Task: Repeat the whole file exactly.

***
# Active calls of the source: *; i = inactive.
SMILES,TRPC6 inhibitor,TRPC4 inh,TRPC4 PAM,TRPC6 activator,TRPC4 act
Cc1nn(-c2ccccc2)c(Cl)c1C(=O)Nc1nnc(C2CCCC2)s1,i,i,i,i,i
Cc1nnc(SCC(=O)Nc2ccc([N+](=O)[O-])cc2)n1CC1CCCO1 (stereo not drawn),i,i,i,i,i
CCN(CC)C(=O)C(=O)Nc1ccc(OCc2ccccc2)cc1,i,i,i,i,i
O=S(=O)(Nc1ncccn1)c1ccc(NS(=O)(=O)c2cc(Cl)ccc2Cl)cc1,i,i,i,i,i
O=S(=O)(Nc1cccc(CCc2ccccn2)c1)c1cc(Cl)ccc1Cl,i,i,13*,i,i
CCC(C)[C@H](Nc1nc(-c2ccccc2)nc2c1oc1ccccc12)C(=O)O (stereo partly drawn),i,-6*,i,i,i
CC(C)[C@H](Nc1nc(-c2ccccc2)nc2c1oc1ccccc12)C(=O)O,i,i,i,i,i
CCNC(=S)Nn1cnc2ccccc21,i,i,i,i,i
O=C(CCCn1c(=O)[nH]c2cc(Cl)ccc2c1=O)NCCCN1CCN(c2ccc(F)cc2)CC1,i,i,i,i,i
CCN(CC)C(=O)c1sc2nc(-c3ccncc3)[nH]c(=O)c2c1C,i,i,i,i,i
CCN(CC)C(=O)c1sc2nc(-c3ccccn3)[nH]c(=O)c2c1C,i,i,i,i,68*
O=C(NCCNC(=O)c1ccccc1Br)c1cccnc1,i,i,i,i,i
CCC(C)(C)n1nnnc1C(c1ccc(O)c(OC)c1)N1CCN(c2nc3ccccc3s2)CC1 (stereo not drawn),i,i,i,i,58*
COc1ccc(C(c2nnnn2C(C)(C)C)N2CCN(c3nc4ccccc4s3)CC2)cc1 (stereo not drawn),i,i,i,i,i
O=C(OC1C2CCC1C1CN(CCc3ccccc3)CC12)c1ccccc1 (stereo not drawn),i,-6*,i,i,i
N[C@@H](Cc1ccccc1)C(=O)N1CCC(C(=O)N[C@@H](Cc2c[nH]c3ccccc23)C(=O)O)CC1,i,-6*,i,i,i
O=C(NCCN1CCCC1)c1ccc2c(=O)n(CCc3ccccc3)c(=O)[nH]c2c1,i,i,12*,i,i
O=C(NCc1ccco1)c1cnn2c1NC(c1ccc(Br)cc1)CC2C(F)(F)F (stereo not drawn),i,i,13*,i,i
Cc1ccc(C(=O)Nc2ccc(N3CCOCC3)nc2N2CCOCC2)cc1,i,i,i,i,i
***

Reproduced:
# Active calls of the source: *; i = inactive.
SMILES,TRPC6 inhibitor,TRPC4 inh,TRPC4 PAM,TRPC6 activator,TRPC4 act
Cc1nn(-c2ccccc2)c(Cl)c1C(=O)Nc1nnc(C2CCCC2)s1,i,i,i,i,i
Cc1nnc(SCC(=O)Nc2ccc([N+](=O)[O-])cc2)n1CC1CCCO1 (stereo not drawn),i,i,i,i,i
CCN(CC)C(=O)C(=O)Nc1ccc(OCc2ccccc2)cc1,i,i,i,i,i
O=S(=O)(Nc1ncccn1)c1ccc(NS(=O)(=O)c2cc(Cl)ccc2Cl)cc1,i,i,i,i,i
O=S(=O)(Nc1cccc(CCc2ccccn2)c1)c1cc(Cl)ccc1Cl,i,i,13*,i,i
CCC(C)[C@H](Nc1nc(-c2ccccc2)nc2c1oc1ccccc12)C(=O)O (stereo partly drawn),i,-6*,i,i,i
CC(C)[C@H](Nc1nc(-c2ccccc2)nc2c1oc1ccccc12)C(=O)O,i,i,i,i,i
CCNC(=S)Nn1cnc2ccccc21,i,i,i,i,i
O=C(CCCn1c(=O)[nH]c2cc(Cl)ccc2c1=O)NCCCN1CCN(c2ccc(F)cc2)CC1,i,i,i,i,i
CCN(CC)C(=O)c1sc2nc(-c3ccncc3)[nH]c(=O)c2c1C,i,i,i,i,i
CCN(CC)C(=O)c1sc2nc(-c3ccccn3)[nH]c(=O)c2c1C,i,i,i,i,68*
O=C(NCCNC(=O)c1ccccc1Br)c1cccnc1,i,i,i,i,i
CCC(C)(C)n1nnnc1C(c1ccc(O)c(OC)c1)N1CCN(c2nc3ccccc3s2)CC1 (stereo not drawn),i,i,i,i,58*
COc1ccc(C(c2nnnn2C(C)(C)C)N2CCN(c3nc4ccccc4s3)CC2)cc1 (stereo not drawn),i,i,i,i,i
O=C(OC1C2CCC1C1CN(CCc3ccccc3)CC12)c1ccccc1 (stereo not drawn),i,-6*,i,i,i
N[C@@H](Cc1ccccc1)C(=O)N1CCC(C(=O)N[C@@H](Cc2c[nH]c3ccccc23)C(=O)O)CC1,i,-6*,i,i,i
O=C(NCCN1CCCC1)c1ccc2c(=O)n(CCc3ccccc3)c(=O)[nH]c2c1,i,i,12*,i,i
O=C(NCc1ccco1)c1cnn2c1NC(c1ccc(Br)cc1)CC2C(F)(F)F (stereo not drawn),i,i,13*,i,i
Cc1ccc(C(=O)Nc2ccc(N3CCOCC3)nc2N2CCOCC2)cc1,i,i,i,i,i